Permissionless Innovation & Cybersecurity: Are They Compatible?

by on March 9, 2016 · 0 comments

[This is an excerpt from Chapter 6 of the forthcoming 2nd edition of my book, “Permissionless Innovation: The Continuing Case for Comprehensive Technological Freedom,” due out later this month. I was presenting on these issues at today’s New America Foundation “Cybersecurity for a New America” event, so I thought I would post this now.  To learn more about the contrast between “permissionless innovation” and “precautionary principle” thinking, please consult the earlier edition of my book or see this blog post.]


Viruses, malware, spam, data breeches, and critical system intrusions are just some of the security-related concerns that often motivate precautionary thinking and policy proposals.[1] But as with privacy- and safety-related worries, the panicky rhetoric surrounding these issues is usually unfocused and counterproductive.

In today’s cybersecurity debates, for example, it is not uncommon to hear frequent allusions to the potential for a “digital Pearl Harbor,”[2] a “cyber cold war,”[3] or even a “cyber 9/11.”[4] These analogies are made even though these historical incidents resulted in death and destruction of a sort not comparable to attacks on digital networks. Others refer to “cyber bombs” or technological “time bombs,” even though no one can be “bombed” with binary code.[5] Michael McConnell, a former director of national intelligence, went so far as to say that this “threat is so intrusive, it’s so serious, it could literally suck the life’s blood out of this country.”[6]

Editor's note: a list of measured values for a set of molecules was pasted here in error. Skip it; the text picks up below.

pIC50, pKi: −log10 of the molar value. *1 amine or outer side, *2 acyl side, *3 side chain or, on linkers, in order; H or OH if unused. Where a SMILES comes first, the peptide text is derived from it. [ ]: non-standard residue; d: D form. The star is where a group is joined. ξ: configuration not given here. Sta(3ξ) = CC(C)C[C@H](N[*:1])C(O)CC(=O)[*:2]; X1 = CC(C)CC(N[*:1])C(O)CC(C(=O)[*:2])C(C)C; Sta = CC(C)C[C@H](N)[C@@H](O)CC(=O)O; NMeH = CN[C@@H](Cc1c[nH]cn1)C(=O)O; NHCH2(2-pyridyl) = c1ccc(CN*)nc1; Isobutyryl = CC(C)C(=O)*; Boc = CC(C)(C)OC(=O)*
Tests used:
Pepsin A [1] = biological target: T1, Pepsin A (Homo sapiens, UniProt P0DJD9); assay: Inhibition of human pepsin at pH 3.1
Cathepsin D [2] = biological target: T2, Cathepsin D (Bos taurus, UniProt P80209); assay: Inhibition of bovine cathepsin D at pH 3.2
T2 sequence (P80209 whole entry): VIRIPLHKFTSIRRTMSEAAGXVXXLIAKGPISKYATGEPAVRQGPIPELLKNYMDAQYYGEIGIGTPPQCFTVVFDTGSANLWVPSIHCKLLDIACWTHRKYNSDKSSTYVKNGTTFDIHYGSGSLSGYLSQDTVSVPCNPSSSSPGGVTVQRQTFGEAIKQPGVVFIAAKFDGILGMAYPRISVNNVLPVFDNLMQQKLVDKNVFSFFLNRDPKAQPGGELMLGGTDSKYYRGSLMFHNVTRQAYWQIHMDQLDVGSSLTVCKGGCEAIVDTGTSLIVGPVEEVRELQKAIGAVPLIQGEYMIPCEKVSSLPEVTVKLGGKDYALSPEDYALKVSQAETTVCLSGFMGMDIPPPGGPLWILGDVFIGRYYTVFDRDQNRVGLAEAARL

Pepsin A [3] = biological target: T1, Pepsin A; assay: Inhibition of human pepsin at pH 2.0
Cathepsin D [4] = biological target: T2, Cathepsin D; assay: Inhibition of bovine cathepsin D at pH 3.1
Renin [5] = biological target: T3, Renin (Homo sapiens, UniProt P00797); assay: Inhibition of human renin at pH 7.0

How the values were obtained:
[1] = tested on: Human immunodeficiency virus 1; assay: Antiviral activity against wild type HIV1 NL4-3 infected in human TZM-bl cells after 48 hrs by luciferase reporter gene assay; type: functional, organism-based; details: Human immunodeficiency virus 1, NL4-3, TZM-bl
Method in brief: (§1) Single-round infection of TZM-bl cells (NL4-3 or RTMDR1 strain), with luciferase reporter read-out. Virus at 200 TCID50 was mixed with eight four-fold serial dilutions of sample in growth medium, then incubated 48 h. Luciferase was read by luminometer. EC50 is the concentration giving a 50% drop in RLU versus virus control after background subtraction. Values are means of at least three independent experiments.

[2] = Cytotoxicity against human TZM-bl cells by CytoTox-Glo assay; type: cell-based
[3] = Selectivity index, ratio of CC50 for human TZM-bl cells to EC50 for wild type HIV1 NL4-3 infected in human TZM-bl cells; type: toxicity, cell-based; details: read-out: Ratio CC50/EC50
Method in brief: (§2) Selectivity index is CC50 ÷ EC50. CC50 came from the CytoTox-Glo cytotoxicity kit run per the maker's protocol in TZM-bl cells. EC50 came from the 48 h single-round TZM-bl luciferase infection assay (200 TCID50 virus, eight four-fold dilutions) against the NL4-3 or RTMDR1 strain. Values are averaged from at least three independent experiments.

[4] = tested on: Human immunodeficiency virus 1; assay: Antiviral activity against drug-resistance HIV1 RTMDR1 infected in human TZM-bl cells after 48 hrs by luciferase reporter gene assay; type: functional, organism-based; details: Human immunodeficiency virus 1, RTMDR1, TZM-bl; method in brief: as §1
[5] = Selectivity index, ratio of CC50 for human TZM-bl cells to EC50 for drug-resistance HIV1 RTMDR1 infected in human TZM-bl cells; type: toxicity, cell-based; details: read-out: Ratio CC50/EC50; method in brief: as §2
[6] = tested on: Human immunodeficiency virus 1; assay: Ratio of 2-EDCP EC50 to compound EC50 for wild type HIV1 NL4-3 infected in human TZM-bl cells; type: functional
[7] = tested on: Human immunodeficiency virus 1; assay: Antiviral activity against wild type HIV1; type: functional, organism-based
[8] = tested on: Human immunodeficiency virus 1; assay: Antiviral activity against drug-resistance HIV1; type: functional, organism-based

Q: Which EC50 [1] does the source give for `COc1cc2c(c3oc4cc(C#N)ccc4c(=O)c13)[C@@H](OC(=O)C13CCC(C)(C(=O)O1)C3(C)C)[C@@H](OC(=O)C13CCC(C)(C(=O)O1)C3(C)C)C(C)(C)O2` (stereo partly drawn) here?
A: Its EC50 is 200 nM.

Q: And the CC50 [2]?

Such outrageous statements reflect the frequent use of “threat inflation” rhetoric in debates about online security.[7] Threat inflation has been defined as “the attempt by elites to create concern for a threat that goes beyond the scope and urgency that a disinterested analysis would justify.”[8] Unfortunately, such bombastic rhetoric often conflates minor cybersecurity risks with major ones. For example, dramatic doomsday stories about hackers pushing planes out of the sky misdirects policymakers’ attention from the more immediate, but less gripping, risks of data extraction and foreign surveillance. Well-meaning skeptics might then conclude that our real cybersecurity risks are also not a problem. In the meantime, outdated legislation and inappropriate legal norms continue to impede beneficial defensive measures that could truly improve security.